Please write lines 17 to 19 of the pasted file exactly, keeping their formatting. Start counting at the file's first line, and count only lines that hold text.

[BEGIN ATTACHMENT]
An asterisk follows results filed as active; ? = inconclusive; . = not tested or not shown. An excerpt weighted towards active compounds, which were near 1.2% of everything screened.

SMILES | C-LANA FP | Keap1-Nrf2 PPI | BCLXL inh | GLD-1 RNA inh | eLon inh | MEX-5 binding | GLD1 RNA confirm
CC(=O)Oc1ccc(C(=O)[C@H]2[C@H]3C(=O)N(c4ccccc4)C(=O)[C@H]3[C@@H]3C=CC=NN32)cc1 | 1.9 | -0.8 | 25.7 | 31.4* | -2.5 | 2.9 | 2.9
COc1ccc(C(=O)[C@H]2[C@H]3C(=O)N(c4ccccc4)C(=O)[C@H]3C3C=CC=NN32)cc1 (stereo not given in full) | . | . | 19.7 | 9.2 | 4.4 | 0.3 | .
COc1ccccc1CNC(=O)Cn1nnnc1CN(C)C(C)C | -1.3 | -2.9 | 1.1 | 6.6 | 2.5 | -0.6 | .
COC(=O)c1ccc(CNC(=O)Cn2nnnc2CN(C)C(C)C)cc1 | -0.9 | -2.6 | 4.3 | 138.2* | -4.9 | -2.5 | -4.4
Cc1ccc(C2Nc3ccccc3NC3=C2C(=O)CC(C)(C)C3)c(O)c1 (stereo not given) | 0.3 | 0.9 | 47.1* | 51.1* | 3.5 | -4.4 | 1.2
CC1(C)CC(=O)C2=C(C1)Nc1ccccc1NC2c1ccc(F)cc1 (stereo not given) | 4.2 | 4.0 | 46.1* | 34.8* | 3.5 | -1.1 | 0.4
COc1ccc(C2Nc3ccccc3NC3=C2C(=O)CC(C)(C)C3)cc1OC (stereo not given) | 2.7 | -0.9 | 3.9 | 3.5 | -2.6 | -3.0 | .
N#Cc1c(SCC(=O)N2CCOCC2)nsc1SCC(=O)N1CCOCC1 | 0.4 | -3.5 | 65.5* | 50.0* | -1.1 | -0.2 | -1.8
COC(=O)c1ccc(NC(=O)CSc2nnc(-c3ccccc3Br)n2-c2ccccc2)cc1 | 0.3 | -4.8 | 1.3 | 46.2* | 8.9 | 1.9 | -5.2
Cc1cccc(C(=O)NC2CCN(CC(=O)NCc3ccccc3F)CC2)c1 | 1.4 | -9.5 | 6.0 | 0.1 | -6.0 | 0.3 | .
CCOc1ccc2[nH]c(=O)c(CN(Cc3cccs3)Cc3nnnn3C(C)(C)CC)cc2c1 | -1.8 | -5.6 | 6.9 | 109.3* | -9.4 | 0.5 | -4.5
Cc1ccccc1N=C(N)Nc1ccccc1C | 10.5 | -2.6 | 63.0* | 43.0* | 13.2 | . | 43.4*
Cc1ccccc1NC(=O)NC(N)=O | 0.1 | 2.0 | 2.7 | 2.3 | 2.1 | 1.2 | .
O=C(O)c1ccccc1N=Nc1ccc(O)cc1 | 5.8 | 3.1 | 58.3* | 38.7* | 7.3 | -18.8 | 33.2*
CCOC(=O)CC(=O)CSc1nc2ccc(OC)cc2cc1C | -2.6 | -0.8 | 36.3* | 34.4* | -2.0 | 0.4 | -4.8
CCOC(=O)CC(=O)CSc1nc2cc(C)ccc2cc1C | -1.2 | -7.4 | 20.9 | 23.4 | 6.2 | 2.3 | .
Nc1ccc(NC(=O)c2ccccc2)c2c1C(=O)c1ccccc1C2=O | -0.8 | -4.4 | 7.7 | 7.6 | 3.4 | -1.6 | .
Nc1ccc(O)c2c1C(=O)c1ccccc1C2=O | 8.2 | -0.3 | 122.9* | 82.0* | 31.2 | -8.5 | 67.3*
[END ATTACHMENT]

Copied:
CCOC(=O)CC(=O)CSc1nc2ccc(OC)cc2cc1C | -2.6 | -0.8 | 36.3* | 34.4* | -2.0 | 0.4 | -4.8
CCOC(=O)CC(=O)CSc1nc2cc(C)ccc2cc1C | -1.2 | -7.4 | 20.9 | 23.4 | 6.2 | 2.3 | .
Nc1ccc(NC(=O)c2ccccc2)c2c1C(=O)c1ccccc1C2=O | -0.8 | -4.4 | 7.7 | 7.6 | 3.4 | -1.6 | .